From the comfort of a favorite armchair by the fireplace to the familiarity of each floorboard that creaks in the hall, there’s no place like home. For a person with Alzheimer’s disease or another form of dementia, research has shown that remaining in familiar surroundings helps to manage the challenges of memory loss.
Repeated questions, confusion about people or time, disorientation, neglected hygiene and nutrition—caring for someone with dementia takes a great deal of patience, empathy and love. Particularly as memory loss progresses, this type of care can cause a large amount of stress to a family CAREGiver.
The Home Instead Senior Care person-centered approach to Dementia and Alzheimer’s care, backed by advanced research and CAREGiver education, can help your loved one cope with the challenges of Dementia whilst enabling them to maintain their independence in the comfort of their home.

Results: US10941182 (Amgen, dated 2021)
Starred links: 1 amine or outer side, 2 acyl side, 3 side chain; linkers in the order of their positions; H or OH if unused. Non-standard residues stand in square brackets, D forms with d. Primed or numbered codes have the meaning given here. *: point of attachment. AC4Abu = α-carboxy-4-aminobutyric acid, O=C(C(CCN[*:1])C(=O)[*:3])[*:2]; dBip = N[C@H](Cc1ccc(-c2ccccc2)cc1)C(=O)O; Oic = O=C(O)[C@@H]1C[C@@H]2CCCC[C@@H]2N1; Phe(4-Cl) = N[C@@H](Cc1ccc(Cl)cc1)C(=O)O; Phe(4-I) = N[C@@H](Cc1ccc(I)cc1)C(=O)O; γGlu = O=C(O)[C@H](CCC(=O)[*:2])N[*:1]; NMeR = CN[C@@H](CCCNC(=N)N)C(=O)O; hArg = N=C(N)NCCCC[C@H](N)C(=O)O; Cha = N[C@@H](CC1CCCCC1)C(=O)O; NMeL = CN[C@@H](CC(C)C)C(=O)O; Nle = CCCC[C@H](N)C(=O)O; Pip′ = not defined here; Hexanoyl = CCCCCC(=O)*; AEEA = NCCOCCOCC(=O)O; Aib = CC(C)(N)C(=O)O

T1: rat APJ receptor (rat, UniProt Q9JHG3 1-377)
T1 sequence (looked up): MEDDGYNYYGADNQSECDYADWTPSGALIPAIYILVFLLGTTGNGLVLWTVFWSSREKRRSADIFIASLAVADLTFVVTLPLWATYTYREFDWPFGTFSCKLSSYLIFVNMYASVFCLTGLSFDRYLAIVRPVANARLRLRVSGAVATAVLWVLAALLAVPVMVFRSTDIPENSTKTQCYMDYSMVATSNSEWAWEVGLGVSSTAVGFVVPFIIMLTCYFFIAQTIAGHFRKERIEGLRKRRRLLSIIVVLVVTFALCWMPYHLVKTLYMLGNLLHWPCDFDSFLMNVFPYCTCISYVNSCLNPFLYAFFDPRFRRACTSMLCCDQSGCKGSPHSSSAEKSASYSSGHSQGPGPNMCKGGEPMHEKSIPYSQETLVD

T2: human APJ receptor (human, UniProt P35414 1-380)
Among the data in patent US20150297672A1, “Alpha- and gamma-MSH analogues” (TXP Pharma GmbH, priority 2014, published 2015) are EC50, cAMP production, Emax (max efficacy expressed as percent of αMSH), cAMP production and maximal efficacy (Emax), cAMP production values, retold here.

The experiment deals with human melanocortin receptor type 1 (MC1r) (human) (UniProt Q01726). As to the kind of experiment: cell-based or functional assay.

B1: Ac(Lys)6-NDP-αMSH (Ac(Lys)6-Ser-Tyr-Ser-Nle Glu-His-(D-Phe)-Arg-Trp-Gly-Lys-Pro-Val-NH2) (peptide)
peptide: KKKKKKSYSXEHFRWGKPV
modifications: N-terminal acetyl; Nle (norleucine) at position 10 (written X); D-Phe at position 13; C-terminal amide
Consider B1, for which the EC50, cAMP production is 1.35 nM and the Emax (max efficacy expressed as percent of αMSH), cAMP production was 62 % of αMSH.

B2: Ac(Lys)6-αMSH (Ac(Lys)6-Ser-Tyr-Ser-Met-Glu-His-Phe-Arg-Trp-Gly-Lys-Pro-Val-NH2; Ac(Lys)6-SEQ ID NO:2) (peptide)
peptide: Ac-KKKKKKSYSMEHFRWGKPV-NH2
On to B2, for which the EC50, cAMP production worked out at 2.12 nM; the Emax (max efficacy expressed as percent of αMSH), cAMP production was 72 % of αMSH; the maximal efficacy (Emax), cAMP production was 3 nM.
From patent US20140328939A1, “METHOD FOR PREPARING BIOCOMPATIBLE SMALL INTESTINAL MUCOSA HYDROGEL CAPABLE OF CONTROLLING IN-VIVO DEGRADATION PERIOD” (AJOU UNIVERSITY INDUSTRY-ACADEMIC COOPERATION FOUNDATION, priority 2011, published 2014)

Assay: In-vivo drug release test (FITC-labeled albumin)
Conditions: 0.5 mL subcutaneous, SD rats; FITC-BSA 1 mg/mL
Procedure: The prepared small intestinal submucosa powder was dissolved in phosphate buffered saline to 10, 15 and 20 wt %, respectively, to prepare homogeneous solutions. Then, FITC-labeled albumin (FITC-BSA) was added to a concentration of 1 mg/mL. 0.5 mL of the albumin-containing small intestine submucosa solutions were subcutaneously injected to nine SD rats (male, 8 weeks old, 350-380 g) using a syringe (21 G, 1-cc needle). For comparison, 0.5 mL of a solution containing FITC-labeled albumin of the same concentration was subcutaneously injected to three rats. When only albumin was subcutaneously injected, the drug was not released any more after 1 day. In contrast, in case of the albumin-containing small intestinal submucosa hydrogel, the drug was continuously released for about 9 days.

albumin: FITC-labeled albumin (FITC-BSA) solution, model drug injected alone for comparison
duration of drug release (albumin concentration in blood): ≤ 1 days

Home Instead CAREGivers provide the highest quality of customized Dementia support that:
- Allows your loved one to remain safe and calm at home
- Encourages engagement
- Provides nutritious meals
- Creates social interaction
- Provides mind-stimulating activities
- Manages changing and sometimes challenging behaviors
- Honours who they were earlier in life
- Supports the family
Most importantly, CAREGivers can provide assistance with enhancing and restoring the simple pleasures of life, such as a walk in the park, a ride in the car to get ice cream or spending time in the garden. Countless families have trusted their local Home Instead Senior Care office to provide one-on-one home care for people with dementia.
The Home Instead Senior Care network’s approach of encouragement and assistance helps those with dementia and their family members cope with the challenges of memory loss. Home Instead CAREGivers can provide home care and assistance whilst establishing a regular routine and restoring the simple pleasures of life, which remains one of the best non-medical treatments for this disease.
There are 750,000 people with dementia in the UK. By 2021 there will be over 940,000 people living with dementia and this will soar to 1.7 million by 2050.